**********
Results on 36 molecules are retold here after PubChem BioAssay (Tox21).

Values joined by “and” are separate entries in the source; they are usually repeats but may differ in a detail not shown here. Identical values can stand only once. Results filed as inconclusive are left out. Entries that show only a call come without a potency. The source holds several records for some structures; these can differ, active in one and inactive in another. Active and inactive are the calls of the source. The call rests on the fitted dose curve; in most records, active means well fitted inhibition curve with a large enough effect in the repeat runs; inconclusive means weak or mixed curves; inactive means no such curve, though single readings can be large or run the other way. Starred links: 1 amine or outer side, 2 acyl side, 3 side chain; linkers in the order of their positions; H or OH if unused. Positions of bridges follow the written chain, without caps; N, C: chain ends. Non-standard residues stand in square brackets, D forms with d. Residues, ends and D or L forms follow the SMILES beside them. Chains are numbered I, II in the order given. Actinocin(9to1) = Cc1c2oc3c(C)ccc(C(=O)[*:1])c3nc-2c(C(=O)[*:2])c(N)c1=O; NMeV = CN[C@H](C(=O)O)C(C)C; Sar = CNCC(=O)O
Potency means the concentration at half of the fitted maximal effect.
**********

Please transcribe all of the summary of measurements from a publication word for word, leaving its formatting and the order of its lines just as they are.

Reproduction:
Results on 36 molecules are retold here after PubChem BioAssay (Tox21).

Values joined by “and” are separate entries in the source; they are usually repeats but may differ in a detail not shown here. Identical values can stand only once. Results filed as inconclusive are left out. Entries that show only a call come without a potency. The source holds several records for some structures; these can differ, active in one and inactive in another. Active and inactive are the calls of the source. The call rests on the fitted dose curve; in most records, active means well fitted inhibition curve with a large enough effect in the repeat runs; inconclusive means weak or mixed curves; inactive means no such curve, though single readings can be large or run the other way. Starred links: 1 amine or outer side, 2 acyl side, 3 side chain; linkers in the order of their positions; H or OH if unused. Positions of bridges follow the written chain, without caps; N, C: chain ends. Non-standard residues stand in square brackets, D forms with d. Residues, ends and D or L forms follow the SMILES beside them. Chains are numbered I, II in the order given. Actinocin(9to1) = Cc1c2oc3c(C)ccc(C(=O)[*:1])c3nc-2c(C(=O)[*:2])c(N)c1=O; NMeV = CN[C@H](C(=O)O)C(C)C; Sar = CNCC(=O)O
Potency means the concentration at half of the fitted maximal effect.